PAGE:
Gibbons Fern T.

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Gibbons
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Fern T.
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  • Article
    Deglacial δ18O and hydrologic variability in the tropical Pacific and Indian Oceans
    (Elsevier, 2013-11) Gibbons, Fern T. ; Oppo, Delia W. ; Mohtadi, Mahyar ; Rosenthal, Yair ; Cheng, Jun ; Liu, Zhengyu ; Linsley, Braddock K.
    Evidence from geologic archives suggests that there were large changes in the tropical hydrologic cycle associated with the two prominent northern hemisphere deglacial cooling events, Heinrich Stadial 1 (HS1; ∼19 to 15 kyr BP; kyr BP = 1000 yr before present) and the Younger Dryas (∼12.9 to 11.7 kyr BP). These hydrologic shifts have been alternatively attributed to high and low latitude origin. Here, we present a new record of hydrologic variability based on planktic foraminifera-derived δ18O of seawater (δ18Osw) estimates from a sediment core from the tropical Eastern Indian Ocean, and using 12 additional δ18Osw records, construct a single record of the dominant mode of tropical Eastern Equatorial Pacific and Indo-Pacific Warm Pool (IPWP) hydrologic variability. We show that deglacial hydrologic shifts parallel variations in the reconstructed interhemispheric temperature gradient, suggesting a strong response to variations in the Atlantic Meridional Overturning Circulation and the attendant heat redistribution. A transient model simulation of the last deglaciation suggests that hydrologic changes, including a southward shift in the Intertropical Convergence Zone (ITCZ) which likely occurred during these northern hemisphere cold events, coupled with oceanic advection and mixing, resulted in increased salinity in the Indonesian region of the IPWP and the eastern tropical Pacific, which is recorded by the δ18Osw proxy. Based on our observations and modeling results we suggest the interhemispheric temperature gradient directly controls the tropical hydrologic cycle on these time scales, which in turn mediates poleward atmospheric heat transport.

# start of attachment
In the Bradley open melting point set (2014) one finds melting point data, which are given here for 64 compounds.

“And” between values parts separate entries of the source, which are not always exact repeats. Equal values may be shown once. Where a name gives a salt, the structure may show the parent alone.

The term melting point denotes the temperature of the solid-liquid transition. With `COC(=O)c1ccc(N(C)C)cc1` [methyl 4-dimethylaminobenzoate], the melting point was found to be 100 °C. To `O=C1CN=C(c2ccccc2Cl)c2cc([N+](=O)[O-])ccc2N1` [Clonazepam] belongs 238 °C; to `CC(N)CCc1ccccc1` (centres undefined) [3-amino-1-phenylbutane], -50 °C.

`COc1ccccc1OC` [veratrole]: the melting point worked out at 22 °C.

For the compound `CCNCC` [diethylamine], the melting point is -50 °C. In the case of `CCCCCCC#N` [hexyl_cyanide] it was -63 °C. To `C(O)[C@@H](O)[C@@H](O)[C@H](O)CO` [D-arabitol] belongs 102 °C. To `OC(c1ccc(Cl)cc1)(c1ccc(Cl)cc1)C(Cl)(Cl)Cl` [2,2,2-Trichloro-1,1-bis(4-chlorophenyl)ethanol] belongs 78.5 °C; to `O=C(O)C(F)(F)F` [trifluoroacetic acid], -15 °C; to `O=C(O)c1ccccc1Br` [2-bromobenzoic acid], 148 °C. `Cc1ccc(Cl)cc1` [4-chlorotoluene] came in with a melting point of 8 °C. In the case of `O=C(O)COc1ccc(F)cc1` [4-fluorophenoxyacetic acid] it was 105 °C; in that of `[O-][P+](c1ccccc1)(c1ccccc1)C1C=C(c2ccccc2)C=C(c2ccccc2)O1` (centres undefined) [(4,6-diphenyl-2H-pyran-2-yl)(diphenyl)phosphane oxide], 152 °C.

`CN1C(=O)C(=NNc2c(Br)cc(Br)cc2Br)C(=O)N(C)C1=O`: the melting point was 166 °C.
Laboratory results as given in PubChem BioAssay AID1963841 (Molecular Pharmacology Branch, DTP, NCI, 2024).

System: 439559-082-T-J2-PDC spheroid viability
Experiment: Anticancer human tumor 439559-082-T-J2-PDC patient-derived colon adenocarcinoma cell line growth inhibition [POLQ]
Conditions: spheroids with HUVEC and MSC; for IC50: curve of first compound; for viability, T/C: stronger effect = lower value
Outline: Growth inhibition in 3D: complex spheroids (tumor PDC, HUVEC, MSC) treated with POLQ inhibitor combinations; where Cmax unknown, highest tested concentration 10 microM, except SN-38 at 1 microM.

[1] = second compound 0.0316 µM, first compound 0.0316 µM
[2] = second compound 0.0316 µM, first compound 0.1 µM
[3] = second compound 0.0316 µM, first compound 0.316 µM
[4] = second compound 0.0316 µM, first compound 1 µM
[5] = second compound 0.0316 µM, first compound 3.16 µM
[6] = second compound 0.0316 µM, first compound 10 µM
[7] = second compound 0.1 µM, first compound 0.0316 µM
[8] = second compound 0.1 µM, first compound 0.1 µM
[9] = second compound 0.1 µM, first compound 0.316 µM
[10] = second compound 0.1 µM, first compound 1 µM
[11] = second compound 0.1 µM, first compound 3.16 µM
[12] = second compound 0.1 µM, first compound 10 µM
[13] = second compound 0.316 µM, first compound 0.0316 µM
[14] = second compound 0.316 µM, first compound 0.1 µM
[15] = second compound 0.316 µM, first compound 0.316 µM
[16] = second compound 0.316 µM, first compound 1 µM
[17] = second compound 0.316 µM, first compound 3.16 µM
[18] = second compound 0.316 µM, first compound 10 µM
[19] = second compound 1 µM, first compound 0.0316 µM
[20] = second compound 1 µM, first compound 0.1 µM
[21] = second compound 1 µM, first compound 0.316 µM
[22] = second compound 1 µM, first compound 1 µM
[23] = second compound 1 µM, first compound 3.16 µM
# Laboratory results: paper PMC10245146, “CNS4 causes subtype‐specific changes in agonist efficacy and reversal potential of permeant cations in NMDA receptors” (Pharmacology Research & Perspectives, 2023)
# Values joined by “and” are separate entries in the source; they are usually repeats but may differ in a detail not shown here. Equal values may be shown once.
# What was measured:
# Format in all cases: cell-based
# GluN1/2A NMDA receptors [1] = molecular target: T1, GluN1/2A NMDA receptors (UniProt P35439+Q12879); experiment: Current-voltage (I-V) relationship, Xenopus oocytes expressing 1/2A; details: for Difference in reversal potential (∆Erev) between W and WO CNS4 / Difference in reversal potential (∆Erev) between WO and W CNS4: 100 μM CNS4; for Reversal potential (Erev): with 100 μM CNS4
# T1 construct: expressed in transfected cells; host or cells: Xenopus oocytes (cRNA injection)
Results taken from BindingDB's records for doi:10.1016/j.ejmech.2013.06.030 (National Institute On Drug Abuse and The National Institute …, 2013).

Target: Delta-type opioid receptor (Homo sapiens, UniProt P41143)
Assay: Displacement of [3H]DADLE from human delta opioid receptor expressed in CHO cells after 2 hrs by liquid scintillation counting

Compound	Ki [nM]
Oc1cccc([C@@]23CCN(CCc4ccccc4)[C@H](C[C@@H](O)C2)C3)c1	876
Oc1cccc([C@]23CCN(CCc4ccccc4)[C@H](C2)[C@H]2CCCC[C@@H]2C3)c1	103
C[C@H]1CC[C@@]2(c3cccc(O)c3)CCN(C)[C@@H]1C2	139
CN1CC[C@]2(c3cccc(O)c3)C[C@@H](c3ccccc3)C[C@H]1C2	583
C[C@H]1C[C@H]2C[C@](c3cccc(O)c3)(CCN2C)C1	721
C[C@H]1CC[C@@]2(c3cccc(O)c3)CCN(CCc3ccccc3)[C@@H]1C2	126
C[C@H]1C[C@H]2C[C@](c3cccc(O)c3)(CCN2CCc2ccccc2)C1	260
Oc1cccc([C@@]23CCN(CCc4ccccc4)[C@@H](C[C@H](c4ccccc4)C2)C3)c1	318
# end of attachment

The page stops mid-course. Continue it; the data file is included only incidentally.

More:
• Thesis
    The centennial and millennial variability of the IndoPacific Warm Pool and the Indonesian Throughflow
    (Massachusetts Institute of Technology and Woods Hole Oceanographic Institution, 2012-02) Gibbons, Fern T.
    As the only low-latitude connection between ocean basins, the Indonesian Throughflow allows the direct transmission of heat and salinity between the Pacific and Indian Oceans. The Mg/Ca and δ18O of calcite of Globigerinoides ruber (G. ruber) were used to estimate the sea surface temperature (SST) and δ18O of water, an indicator of hydrologic conditions, over the past 20,000 years. I also attempted to estimate thermocline structure using Pulleniatina obliquiloculata, but the Mg/Ca and δ18O of calcite data yield conflicting interpretations, indicating further work on this proxy is required. The G. ruber Mg/Ca results suggest that the SST of the outflow passages were influenced by high latitude Southern Hemisphere temperature. At approximately 10,000 years before present, there was a warming in the Makassar Strait. This local warming was coincident with the flooding of the Sunda Shelf, which opened a connection between the South China Sea and the Indonesian Throughflow. Regional δ18O of seawater reconstructions suggest that the mean position of the Intertropical Convergence Zone (ITCZ) was approximately the same as modern at the last glacial maximum and was displaced to the south during the Younger Dryas and Heinrich Stadial 1, suggesting the ITCZ responds to changes in the interhemispheric temperature gradient.